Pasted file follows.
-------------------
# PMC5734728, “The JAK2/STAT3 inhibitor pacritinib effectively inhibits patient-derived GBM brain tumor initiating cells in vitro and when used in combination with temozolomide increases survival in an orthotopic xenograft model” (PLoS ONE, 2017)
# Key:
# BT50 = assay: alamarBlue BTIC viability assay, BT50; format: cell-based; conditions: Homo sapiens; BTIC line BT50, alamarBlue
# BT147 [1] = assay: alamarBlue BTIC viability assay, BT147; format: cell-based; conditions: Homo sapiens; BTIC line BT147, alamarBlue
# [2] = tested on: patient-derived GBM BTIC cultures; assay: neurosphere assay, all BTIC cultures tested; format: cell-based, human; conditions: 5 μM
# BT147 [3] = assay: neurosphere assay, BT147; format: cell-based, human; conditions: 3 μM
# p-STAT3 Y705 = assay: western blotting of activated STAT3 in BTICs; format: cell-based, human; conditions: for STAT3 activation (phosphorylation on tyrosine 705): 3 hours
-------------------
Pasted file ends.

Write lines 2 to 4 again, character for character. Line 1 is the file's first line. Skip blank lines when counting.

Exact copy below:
# Key:
# BT50 = assay: alamarBlue BTIC viability assay, BT50; format: cell-based; conditions: Homo sapiens; BTIC line BT50, alamarBlue
# BT147 [1] = assay: alamarBlue BTIC viability assay, BT147; format: cell-based; conditions: Homo sapiens; BTIC line BT147, alamarBlue